You know it’s bad when the plumber says, “I’ve never seen that before.” This was The Magnificent Billy’s second trip to our home. His first trip, last week, happened because our charming little Jewel had flushed her sister’s cradle cap brush down the toilet. We were all shocked it ever went down in the first place. Now, when we asked Jewel if she had put anything else down there, she said yes. She said, “I put my toothbrush in.” Hmm… okay, we can handle that. Then she said, “And I put the book light in.” She used the same nonchalant tone in which she might have said, “Mom, there’s a monster in the hallway, and he needs a pair of socks too. Can he have the yellow ones?” Or perhaps, “I want green applesauce with orange polka dots.” I attributed it to her well-developed imagination.
Still, I dutifully reported this finding to my nearest and dearest, who said, “She didn’t put the whole house down there!” I stayed silent, but secretly I agreed. Surely she hadn’t put the book light down the toilet. How would it ever get past the bowl? As it turns out, this was one of those very painful times when, as parents, we were sure our child was making up the whole thing. She wasn’t. After an additional week of toilet dysfunction, Billy the Great pulled out, lo and behold, the book light.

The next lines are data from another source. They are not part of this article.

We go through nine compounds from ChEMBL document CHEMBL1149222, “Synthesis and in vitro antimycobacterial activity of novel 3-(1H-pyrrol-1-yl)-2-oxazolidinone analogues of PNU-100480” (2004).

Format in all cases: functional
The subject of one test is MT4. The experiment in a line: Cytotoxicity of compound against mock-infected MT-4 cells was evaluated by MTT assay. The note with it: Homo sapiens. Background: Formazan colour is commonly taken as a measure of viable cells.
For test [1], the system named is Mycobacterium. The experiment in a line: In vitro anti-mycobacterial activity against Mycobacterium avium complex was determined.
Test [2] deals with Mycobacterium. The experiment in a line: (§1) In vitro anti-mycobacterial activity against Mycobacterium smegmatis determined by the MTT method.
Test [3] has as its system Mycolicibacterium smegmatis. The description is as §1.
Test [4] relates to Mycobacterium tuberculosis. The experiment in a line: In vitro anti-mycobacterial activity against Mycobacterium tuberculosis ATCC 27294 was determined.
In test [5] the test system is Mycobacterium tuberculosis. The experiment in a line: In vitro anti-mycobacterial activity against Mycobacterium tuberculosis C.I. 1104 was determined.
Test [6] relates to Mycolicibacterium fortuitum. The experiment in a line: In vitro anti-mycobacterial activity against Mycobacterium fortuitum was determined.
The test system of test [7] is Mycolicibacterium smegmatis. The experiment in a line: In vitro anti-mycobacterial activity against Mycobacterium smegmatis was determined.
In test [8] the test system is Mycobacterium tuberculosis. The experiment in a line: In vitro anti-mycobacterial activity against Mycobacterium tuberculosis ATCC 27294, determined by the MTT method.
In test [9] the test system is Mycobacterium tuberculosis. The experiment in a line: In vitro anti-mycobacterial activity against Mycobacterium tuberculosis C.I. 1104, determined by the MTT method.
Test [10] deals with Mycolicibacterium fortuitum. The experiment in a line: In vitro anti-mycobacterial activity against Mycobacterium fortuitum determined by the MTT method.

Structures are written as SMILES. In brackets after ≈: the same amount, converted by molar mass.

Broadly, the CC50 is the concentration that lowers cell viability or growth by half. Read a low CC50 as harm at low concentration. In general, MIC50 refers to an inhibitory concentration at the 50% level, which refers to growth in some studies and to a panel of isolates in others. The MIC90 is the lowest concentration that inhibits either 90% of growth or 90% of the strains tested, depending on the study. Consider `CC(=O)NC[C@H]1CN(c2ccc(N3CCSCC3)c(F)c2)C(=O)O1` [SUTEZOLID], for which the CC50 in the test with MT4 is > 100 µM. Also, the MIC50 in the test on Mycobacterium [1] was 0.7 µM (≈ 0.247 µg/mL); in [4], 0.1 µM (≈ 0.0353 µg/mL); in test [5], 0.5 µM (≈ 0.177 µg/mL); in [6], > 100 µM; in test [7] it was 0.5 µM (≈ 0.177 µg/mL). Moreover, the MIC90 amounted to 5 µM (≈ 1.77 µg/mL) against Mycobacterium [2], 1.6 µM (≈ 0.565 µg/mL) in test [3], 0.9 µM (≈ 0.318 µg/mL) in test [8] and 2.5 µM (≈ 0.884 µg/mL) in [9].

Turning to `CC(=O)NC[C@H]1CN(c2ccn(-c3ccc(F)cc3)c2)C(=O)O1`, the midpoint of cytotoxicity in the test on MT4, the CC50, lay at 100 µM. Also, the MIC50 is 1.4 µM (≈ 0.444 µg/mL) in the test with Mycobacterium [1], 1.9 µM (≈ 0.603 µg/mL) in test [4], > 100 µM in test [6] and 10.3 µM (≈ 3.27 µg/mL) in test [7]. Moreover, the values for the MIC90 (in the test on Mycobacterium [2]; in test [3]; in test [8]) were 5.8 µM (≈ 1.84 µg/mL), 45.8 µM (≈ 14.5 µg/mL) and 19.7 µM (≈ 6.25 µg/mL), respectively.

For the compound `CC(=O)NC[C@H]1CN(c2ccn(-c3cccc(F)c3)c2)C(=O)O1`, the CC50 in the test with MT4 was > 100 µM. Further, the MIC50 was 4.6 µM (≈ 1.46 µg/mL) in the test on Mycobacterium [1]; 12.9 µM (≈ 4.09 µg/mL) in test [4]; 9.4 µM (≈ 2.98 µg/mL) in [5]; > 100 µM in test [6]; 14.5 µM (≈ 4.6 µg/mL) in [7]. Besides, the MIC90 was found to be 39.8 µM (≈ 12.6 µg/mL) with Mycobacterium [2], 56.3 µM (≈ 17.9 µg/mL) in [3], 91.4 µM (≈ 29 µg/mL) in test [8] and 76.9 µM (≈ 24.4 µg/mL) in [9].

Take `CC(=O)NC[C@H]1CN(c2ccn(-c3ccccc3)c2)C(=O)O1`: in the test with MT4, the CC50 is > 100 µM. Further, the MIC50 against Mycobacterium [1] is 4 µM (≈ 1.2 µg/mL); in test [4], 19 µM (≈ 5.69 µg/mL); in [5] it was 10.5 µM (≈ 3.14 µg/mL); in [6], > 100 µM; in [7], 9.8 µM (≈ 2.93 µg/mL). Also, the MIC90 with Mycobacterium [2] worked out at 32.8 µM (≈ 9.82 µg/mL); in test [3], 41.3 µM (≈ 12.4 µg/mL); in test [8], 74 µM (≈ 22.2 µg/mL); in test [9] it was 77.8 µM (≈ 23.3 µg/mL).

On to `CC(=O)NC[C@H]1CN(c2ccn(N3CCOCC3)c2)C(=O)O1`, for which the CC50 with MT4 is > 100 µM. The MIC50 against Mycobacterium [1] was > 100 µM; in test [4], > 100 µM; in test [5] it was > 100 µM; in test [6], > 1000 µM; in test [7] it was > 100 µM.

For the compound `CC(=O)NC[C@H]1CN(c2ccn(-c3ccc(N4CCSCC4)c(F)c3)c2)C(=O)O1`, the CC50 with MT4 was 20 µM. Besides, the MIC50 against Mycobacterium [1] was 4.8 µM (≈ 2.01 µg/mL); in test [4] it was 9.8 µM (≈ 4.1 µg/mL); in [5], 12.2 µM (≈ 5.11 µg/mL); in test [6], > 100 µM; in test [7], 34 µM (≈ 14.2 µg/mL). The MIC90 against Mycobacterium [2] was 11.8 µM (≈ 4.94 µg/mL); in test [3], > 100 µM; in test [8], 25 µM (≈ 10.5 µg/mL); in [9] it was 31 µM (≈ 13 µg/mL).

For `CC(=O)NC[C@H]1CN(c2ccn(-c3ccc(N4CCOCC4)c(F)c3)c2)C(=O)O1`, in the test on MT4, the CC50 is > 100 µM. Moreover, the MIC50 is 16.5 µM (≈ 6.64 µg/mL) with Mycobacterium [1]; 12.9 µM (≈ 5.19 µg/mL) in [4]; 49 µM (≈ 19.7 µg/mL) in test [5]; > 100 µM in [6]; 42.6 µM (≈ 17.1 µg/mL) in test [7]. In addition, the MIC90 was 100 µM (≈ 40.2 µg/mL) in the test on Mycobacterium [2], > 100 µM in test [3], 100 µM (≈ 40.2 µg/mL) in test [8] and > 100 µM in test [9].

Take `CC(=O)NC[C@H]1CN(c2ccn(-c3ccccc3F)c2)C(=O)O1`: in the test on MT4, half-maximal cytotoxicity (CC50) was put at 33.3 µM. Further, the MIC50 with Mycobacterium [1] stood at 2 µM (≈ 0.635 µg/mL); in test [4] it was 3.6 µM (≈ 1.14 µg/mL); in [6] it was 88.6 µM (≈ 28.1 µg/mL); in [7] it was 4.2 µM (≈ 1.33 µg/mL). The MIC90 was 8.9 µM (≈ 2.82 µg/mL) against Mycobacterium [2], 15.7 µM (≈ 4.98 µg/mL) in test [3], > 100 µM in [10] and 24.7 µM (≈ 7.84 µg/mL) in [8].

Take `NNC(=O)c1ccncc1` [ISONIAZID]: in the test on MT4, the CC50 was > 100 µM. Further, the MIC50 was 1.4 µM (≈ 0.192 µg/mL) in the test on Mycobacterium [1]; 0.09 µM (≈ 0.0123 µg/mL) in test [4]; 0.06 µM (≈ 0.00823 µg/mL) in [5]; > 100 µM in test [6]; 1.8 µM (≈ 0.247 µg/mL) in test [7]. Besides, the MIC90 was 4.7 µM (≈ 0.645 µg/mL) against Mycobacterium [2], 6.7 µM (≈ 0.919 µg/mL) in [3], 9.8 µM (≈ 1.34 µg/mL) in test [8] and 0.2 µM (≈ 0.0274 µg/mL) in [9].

I really am happy to have an inquisitive child. She is so very bright, and so very curious about the world around her, and I love that. However, I do wish that all of her little “science experiments,” as I like to call them, were not so destructive. She has pulled down the curtains in her room, ripped pages out of books, unscrewed the switch from her lamp, and climbed the furniture to get to the diaper bag so she could pour out Lane’s formula powder onto the floor and make designs in it. And she’s so fast! You’d think, upon hearing these things, that I just don’t supervise her at all, but not so. She can destroy property in record time.
And as many activities as I plan to occupy her mind and energy, the second we’re done with one, she’s off into trouble. I wish I could say she did it just to be a royal toot, but she doesn’t. I can tell when she’s just being difficult, and she’s good at that too, but when she destroys things she is simply investigating cause and effect. I can only hope and pray that very soon she learns the cause and effect of misbehavior and punishment. And please, please, please pray that we all survive that long.